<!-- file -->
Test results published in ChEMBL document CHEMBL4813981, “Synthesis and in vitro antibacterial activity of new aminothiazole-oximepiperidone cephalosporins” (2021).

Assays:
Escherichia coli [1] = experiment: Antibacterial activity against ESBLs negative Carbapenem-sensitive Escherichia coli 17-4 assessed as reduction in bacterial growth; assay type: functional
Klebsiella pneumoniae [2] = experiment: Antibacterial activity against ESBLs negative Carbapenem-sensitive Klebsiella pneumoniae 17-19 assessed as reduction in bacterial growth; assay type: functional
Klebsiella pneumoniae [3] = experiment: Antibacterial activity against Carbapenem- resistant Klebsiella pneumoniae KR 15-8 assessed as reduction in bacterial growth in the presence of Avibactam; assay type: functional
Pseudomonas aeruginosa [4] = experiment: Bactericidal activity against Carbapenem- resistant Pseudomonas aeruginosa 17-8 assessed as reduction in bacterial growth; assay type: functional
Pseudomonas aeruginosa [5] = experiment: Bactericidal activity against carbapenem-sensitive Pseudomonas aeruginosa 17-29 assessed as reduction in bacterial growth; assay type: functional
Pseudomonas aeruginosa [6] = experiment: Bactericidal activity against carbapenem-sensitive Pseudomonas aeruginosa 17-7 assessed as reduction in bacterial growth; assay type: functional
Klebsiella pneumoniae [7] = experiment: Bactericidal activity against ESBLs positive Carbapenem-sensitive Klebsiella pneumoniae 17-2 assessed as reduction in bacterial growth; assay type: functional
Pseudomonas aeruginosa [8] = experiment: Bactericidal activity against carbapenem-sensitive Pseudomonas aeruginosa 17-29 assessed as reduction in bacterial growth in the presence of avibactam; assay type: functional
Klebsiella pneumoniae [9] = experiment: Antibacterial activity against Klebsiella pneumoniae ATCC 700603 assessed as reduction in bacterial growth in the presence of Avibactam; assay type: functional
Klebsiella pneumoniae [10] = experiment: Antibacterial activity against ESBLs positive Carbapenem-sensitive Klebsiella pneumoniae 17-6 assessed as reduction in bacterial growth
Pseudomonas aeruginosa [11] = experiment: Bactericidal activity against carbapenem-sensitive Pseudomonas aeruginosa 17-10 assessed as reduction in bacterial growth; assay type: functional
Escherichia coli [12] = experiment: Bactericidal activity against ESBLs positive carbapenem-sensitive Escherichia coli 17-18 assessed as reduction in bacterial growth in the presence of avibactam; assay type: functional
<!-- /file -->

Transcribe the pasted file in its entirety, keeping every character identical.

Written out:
Test results published in ChEMBL document CHEMBL4813981, “Synthesis and in vitro antibacterial activity of new aminothiazole-oximepiperidone cephalosporins” (2021).

Assays:
Escherichia coli [1] = experiment: Antibacterial activity against ESBLs negative Carbapenem-sensitive Escherichia coli 17-4 assessed as reduction in bacterial growth; assay type: functional
Klebsiella pneumoniae [2] = experiment: Antibacterial activity against ESBLs negative Carbapenem-sensitive Klebsiella pneumoniae 17-19 assessed as reduction in bacterial growth; assay type: functional
Klebsiella pneumoniae [3] = experiment: Antibacterial activity against Carbapenem- resistant Klebsiella pneumoniae KR 15-8 assessed as reduction in bacterial growth in the presence of Avibactam; assay type: functional
Pseudomonas aeruginosa [4] = experiment: Bactericidal activity against Carbapenem- resistant Pseudomonas aeruginosa 17-8 assessed as reduction in bacterial growth; assay type: functional
Pseudomonas aeruginosa [5] = experiment: Bactericidal activity against carbapenem-sensitive Pseudomonas aeruginosa 17-29 assessed as reduction in bacterial growth; assay type: functional
Pseudomonas aeruginosa [6] = experiment: Bactericidal activity against carbapenem-sensitive Pseudomonas aeruginosa 17-7 assessed as reduction in bacterial growth; assay type: functional
Klebsiella pneumoniae [7] = experiment: Bactericidal activity against ESBLs positive Carbapenem-sensitive Klebsiella pneumoniae 17-2 assessed as reduction in bacterial growth; assay type: functional
Pseudomonas aeruginosa [8] = experiment: Bactericidal activity against carbapenem-sensitive Pseudomonas aeruginosa 17-29 assessed as reduction in bacterial growth in the presence of avibactam; assay type: functional
Klebsiella pneumoniae [9] = experiment: Antibacterial activity against Klebsiella pneumoniae ATCC 700603 assessed as reduction in bacterial growth in the presence of Avibactam; assay type: functional
Klebsiella pneumoniae [10] = experiment: Antibacterial activity against ESBLs positive Carbapenem-sensitive Klebsiella pneumoniae 17-6 assessed as reduction in bacterial growth
Pseudomonas aeruginosa [11] = experiment: Bactericidal activity against carbapenem-sensitive Pseudomonas aeruginosa 17-10 assessed as reduction in bacterial growth; assay type: functional
Escherichia coli [12] = experiment: Bactericidal activity against ESBLs positive carbapenem-sensitive Escherichia coli 17-18 assessed as reduction in bacterial growth in the presence of avibactam; assay type: functional